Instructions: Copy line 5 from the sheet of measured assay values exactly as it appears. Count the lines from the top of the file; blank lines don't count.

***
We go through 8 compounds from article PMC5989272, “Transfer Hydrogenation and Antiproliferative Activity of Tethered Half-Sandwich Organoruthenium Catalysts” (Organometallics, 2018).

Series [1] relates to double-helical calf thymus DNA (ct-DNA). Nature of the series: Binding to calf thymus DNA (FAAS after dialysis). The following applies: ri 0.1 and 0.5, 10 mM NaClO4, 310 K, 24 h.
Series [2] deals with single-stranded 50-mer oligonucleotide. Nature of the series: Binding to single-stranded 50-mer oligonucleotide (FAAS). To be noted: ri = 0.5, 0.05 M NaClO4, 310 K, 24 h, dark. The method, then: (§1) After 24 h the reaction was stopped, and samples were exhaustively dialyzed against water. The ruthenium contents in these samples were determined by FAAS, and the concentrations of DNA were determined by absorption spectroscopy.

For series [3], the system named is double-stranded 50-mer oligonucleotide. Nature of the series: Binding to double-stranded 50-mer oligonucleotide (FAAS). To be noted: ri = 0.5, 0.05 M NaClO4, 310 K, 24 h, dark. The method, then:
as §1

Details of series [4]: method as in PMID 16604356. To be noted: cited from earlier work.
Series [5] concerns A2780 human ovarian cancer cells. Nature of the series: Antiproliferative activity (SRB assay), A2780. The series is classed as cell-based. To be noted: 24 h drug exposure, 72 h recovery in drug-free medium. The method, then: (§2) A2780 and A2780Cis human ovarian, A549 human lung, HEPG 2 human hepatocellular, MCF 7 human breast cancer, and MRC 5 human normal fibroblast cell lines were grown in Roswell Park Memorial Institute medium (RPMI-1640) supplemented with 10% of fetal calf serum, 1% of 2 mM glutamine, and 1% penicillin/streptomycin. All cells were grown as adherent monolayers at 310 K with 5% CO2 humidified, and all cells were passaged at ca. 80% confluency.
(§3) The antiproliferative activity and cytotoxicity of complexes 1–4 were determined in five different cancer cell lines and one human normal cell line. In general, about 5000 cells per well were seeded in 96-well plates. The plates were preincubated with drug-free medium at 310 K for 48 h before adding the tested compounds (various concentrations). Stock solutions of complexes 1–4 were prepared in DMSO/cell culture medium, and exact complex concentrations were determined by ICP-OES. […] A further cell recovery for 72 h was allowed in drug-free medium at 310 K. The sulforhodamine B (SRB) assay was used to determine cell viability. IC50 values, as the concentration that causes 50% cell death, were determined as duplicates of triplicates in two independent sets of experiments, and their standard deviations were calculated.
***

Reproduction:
as §1